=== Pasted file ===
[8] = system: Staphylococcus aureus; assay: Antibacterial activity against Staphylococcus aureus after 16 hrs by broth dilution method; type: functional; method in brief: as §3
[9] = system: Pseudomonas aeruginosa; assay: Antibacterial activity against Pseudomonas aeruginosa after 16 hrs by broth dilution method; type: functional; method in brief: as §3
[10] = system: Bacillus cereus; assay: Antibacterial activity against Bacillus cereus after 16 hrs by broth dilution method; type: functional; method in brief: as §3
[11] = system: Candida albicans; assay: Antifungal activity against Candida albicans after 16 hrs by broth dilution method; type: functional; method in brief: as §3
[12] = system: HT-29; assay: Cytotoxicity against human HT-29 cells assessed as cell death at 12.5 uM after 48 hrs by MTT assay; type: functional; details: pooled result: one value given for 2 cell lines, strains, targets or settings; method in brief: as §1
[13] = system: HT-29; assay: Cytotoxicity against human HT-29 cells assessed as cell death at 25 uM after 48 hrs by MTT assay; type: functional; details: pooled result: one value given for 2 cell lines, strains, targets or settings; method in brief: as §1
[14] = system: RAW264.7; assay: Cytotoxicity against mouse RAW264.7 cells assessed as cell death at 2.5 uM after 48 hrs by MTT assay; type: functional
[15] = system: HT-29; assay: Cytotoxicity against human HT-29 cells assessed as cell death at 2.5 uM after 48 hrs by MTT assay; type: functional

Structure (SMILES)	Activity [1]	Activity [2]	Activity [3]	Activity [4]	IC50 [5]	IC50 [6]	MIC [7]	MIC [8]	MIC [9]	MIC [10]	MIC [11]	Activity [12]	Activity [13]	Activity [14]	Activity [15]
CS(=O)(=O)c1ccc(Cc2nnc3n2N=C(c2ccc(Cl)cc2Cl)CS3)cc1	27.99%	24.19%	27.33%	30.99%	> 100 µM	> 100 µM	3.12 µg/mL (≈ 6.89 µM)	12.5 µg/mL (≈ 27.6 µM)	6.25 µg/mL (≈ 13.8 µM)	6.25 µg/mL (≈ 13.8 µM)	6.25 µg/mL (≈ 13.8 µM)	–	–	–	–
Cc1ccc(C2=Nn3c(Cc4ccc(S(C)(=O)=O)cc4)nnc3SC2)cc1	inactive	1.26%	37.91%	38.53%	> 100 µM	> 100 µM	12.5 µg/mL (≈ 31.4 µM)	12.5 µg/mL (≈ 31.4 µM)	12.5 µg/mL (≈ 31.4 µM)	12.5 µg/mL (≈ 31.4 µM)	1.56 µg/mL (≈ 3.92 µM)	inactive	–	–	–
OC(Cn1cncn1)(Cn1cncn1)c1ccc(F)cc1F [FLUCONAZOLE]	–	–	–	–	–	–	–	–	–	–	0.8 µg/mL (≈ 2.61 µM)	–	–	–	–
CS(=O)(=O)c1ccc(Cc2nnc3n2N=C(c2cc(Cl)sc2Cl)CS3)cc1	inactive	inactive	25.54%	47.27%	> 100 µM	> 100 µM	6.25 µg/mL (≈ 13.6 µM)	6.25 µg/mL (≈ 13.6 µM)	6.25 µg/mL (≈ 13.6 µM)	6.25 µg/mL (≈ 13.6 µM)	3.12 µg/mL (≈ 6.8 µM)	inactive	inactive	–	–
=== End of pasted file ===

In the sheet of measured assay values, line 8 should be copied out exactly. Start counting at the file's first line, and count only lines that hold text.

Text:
[15] = system: HT-29; assay: Cytotoxicity against human HT-29 cells assessed as cell death at 2.5 uM after 48 hrs by MTT assay; type: functional